Farewell to the Donnellys and Peg-Leg Brown
It’s the crenellations you notice first. It’s those characteristic castle battlements peeking over the trees in the midst of an urban 21st century cityscape….
But this is no faux castle-amusement park attraction, but the real thing: the early 19th century Middlesex County Courthouse. Built in 1827 when the future province was little more than a wilderness, the Gothic structure stands in good health today, as London’s most famous landmark.
And what stories it has to tell….
It’s 1798—and the Parliament of Upper Canada has created the District of London. They place the centre of government in Vittoria (today nothing more than blink-and-it’s gone-settlement south of the town of Simcoe.)
But as settlers continue to arrive and were drawn to the fertile lands around the Thames River where the town of London was sprouting braches, Vittoria was abandoned and the County Seat moved there. What was Vittoria’s eternal loss was London’s gain.
And as befitting such an honour, a fine Country Court House would be constructed. None other than the esteemed Toronto architect John Ewart, who’d also envisioned Toronto’s Osgoode Hall, would be the designer.
No shrinking violet, or fly-beneath-the- radar architect was Ewart. He favoured Scottish Gothic in his designs, including the distinctive up-and-down, crenellated parapets; tall, elegant lancet windows; octagonal towers; polygon bay windows; and massive wooden doors.
Positioning the building on top of a hill completed the wow! statement.
A more modest gaol was constructed on the back of the Courthouse to make quick work of sentencing and housing the ne’er-do-wells of the day.
And rapscallions they were.
The most notorious involved the outlaw Black Donnellys. In 1880, the Lucan neighbours of James Donnelly, who’d just been freed from a seven year lock-up in the Kingston Penitentiary for the murder of Patrick Ferrell, gave him a rousing homecoming.
Before the prodigal James had time to wash out his socks, the mob-neighbours murdered him, his wife, and two sons. Ringleaders who’d orchestrated the Donnelly murders were later tried in the Middlesex County Court House. Both of the trials were dismissed.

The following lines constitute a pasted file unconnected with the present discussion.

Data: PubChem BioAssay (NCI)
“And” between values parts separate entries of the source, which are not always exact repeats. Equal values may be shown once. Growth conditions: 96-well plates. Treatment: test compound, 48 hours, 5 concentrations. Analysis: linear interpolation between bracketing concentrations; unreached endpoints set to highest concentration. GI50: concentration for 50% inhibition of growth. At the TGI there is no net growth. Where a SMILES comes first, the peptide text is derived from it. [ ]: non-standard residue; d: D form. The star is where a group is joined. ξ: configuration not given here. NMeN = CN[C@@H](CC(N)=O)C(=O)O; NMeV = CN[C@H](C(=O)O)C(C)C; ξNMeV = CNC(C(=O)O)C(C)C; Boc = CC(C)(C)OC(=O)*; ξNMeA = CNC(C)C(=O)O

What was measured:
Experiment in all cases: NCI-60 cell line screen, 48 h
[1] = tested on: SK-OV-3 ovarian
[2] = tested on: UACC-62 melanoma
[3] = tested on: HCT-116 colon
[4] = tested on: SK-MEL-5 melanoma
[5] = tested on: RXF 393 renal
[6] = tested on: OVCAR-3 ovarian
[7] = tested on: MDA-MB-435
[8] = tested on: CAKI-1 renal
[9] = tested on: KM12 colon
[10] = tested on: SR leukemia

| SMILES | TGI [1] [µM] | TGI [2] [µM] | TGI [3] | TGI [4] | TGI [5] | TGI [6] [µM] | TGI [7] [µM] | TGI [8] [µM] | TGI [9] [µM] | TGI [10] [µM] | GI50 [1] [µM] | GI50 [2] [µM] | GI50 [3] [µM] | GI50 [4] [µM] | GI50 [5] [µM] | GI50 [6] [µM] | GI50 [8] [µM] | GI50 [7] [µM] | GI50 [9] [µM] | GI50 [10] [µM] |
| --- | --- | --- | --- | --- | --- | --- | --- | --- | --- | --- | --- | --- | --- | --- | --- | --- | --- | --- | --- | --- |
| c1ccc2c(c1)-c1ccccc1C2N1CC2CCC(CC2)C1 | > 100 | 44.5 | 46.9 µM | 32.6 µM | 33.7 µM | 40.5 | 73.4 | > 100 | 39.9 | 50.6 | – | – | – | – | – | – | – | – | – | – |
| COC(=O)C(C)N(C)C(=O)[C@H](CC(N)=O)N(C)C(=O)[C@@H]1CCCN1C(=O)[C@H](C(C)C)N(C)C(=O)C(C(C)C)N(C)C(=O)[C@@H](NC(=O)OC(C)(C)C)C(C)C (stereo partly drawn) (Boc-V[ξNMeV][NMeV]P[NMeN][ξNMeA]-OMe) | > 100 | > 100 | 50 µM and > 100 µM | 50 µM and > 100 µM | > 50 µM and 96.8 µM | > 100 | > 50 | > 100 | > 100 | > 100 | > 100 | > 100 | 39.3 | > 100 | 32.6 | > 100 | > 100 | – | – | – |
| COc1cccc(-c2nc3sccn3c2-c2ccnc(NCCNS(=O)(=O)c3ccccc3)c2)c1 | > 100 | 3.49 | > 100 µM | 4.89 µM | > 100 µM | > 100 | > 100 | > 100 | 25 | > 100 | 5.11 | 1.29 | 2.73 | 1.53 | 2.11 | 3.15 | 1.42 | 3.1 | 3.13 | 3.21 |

The legend of the Donnelly faded into Ontario history.
A less notorious case, but less compelling involves one Marion “Peg-Leg” Brown. A murderous Texan with a missing leg and a scar over one eye, he’d flown his Texan coop and landed in Ontario. A warrant was out for his arrest.
In London, he’d been recognized, thanks to his distinctive peg-leg footprint, and a member of the Constabulary apprehended him. The policeman promptly met his maker, thanks to a Peg-Leg and a gunshot to head.
The search for the murdering American was on across the country. Citizens came forward regularly with sightings of various Peg-Legged men. In total 15 peg-leggers were apprehended on suspicion of murder—and released.
As time passed, the hunt for the real Peg-Leg Brown became an embarrassment for London Police Force.
Eventually, the varmint was apprehended, selling liquor to Indians in his native U.S. He was brought to the Middlesex County Court House for trial. Peg-Leg Brown’s trial was a cause celebre, with over 300 spectators crowding into the Courthouse. Evidence showed that he’d killed at least 5 other men while on the lam.
In the end Marion “Peg-Leg” Brown was convicted of murder. As he was led away to the gallows, he prophesied: “Another innocent man has been convicted. The fact that no grass shall form on my grave shall prove my innocence.”
At this pronouncement, a lightning bolt struck the courthouse.
History has proved Peg-Leg’s prediction true. In 1985, his unmarked grave was dug up from under the tarmac of the Middlesex County House parking lot. It had been graveled for years. Peg-Leg’s ghost is said to haunt the halls and passageway of the building too. Especially on the anniversary of his sentencing. May 11, 1899.
As always, fact is stranger than fiction.